• 42 P ro -Poor G row th in the 1990 s : L essons a nd i nsiGhts from 14 C ountr ies Box 2.3 Agricultural growth reduces poverty why is agricultural development good for growth and poverty reduction? First, the vast majority of the poor generally resides in rural areas and depends directly or indirectly on agriculture for its livelihoods (klasen 2004 and thirtle, lin, and Piesse 2003). Second, agricultural growth increases rural demand for nonagricultural products that tend to have high labor-capital ratios, creating a virtuous circle of growth and poverty reduction (Mellor 2000 and hazell and haggblade 1993). third, agricultural growth in a closed economy leads to lower food prices, which can improve nutritional outcomes, raise the incomes of urban and rural food buyers, and be good for growth by moderating wage increases and inflation (timmer 2003). Fourth, volatile agricultural production can also lead to macro instability, undermining both growth and poverty reduction (timmer 2004). Since the mid-1980s, however, the importance of agriculture for poverty reduction has been questioned, given the rising share of nonagricultural sectors in GDP, stagnant agricultural productivity in many low income countries (reflecting difficulties in developing technologies suitable for difficult agro-climatic conditions) and a more open global trading environment (along with oeCD country subsidies) undermining the terms of trade for basic foodcrops produced by many developing countries. what is the empirical evidence? the Green Revolution in asia provided strong empirical evidence of the ability of agriculture to lift enormous numbers of people out of poverty and stimulate broad economic development (Rosegrant and hazell 2000). It has been shown that agricultural growth has been more pro-poor than industrial growth in India (Datt and Ravallion 2002) and in Indonesia (thorbecke and Jung 1996). Using data from a broad sample of developing countries in the early 1970s and mid 1980s, Bourguignon and Morrisson (1998) find that increasing agricultural productivity is the most efficient path for many countries to reduce poverty and inequality. For China primary sector growth has about four times the impact on poverty reduction as secondary or tertiary sector growth (Ravallion and Chen 2004). the pattern of growth also influenced the evolution of inequality. Rural and especially agricultural growth reduced inequality not only in rural areas but also between rural and urban areas. land reform and decollectivization, along with reforms of the procurement system, were the main drivers of the high rates of agricultural growth in the 1980s. factured exports)—the direct and indirect effects of agriculture contrib- uted 66 percent of the overall poverty reduction. More than half the reduction was in urban areas and three quarters in rural areas (Sumarto, Suryahadi, and arifianto 2004). In Vietnam, 71 percent of the workers who exited poverty either remained primarily employed in agriculture or moved into agriculture between 1993 and 1998, when per capita agricultural growth was 2 percent a year (Bernabè and krstic´ 2005). In India, output growth in the primary and tertiary sectors did much to reduce poverty in both urban and rural areas for the extended period 1957–1991 (Ravallion and Datt 1996).4 agricultural growth had the greatest impact when it was generated by the crops most cultivated by the poor. In the Sub-Saharan countries most of the agricultural growth was in export agriculture, but food- crop producers accounted for the greatest share of poverty reduction.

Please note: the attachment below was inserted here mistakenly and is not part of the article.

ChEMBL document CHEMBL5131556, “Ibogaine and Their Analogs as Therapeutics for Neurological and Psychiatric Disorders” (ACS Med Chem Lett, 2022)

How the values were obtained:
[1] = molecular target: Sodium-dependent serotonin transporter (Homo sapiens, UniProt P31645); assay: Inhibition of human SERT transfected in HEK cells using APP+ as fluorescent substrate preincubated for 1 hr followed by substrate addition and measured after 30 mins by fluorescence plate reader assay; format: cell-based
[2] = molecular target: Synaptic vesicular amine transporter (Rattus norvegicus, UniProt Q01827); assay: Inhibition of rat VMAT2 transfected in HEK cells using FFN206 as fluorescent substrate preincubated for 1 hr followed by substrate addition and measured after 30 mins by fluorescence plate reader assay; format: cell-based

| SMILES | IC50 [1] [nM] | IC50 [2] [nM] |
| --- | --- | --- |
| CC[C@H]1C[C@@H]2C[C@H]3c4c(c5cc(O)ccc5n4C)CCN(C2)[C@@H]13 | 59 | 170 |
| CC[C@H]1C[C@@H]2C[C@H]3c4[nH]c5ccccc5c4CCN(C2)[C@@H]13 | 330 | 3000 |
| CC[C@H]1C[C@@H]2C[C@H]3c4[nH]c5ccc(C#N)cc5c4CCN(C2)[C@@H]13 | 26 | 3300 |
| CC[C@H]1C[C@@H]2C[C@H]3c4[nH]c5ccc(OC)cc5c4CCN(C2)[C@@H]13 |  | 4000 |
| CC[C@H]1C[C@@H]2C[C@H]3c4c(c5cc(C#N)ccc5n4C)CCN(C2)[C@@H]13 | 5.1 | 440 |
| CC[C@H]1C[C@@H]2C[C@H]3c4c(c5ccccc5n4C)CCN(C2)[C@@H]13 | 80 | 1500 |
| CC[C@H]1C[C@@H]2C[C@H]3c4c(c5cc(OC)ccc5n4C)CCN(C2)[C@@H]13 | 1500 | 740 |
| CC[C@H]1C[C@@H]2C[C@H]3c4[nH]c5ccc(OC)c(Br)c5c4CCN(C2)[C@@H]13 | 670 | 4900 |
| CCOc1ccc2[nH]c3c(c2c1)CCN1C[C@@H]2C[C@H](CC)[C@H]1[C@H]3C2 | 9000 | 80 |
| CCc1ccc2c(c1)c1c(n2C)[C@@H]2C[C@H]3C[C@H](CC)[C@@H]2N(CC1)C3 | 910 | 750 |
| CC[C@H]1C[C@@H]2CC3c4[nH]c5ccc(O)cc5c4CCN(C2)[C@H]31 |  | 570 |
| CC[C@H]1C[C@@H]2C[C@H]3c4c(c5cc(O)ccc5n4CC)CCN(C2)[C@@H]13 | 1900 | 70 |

• Pa rt 2: i nCr e asinG the Pa rtiCiPation of Poor P eoPLe in G row th 43Table 2.1 Decomposing poverty reduction in Ghana and Uganda by sector of activity Uganda Ghana (1992–2003) (1991/92–1998/99) Percentage Percentage Population point Share of Population point Share of share change poverty share change poverty (1992) in reduction (1991) in reduction (%) poverty (%) (%) poverty (%)Crop agriculture 66.6 13.2 48.9 Foodcrop farmers 43.6 8.6 30.6Export agriculture 5 18.8 5.3 Export farmers 6.3 25.4 13Mining/construction 1.5 13.5 1.1 Private informal employ. 3.1 13.3 3.3Manufacturing 4 16 3.5 Public sector employment 13.5 12 13.2Trade 7.4 9.1 3.7 Private formal employ. 3.9 19 6.1Transport/Comm. 1.7 16.2 1.5 Nonfarm self-employ. 27.6 9.8 22Government services 8.1 24.2 10.8 Not working 2 1.6 –0.2Other services 2.6 5.4 0.8 Not working 3.3 26.7 4.9 Total intra-sectoral effect 80.4 Total intra-group effect 88.0Total migration effect 20.9 Total migration effect 10.6Residual –1.2 Residual 1.4Source: Okidi, Ssewanyana, Bategeka, and Muhumuza (2005) and Aryeetey and McKay (2004).Note: These estimates do not include the indirect impact of agricultural growth on lower food prices and higher nonfarm growth. Nor do they reflect the contribution of other sources of income to agricultural households (such as remittances or nonfarm income). In Uganda export agriculture accounted for 5 percent of the povertyreduction between 1992 and 2003, much less than the 49 percent forfoodcrop production, even though the incidence of poverty fell morefor export farmers (table 2.1). In Ghana export farmers contributedonly 1.3 percent to the poverty reduction, compared with 31 percentfor foodcrop farmers, but the percentage point decline in the povertyrate was about three times that of foodcrop farmers.How did poor households participate in agricultural growth?Bangladesh and Uganda offer sharply different experiences in the waypoor rural households participated in growth by increasing agriculturalearnings. agricultural growth was relatively strong in Bangladesh in the1990s (GDP per capita grew annually by 1.9 percent) and rising farmand nonfarm earnings helped rural poverty fall from 53 to 44 percent(1992–2000). In the early 1990s the government liberalized the im-port of agricultural inputs, which helped small-scale farmers purchasereasonably priced private irrigation. Improved access to irrigation alsofacilitated the adoption of modern high-yielding crop varieties and fer-tilizer by poorer farmers (who had previously avoided Green Revolution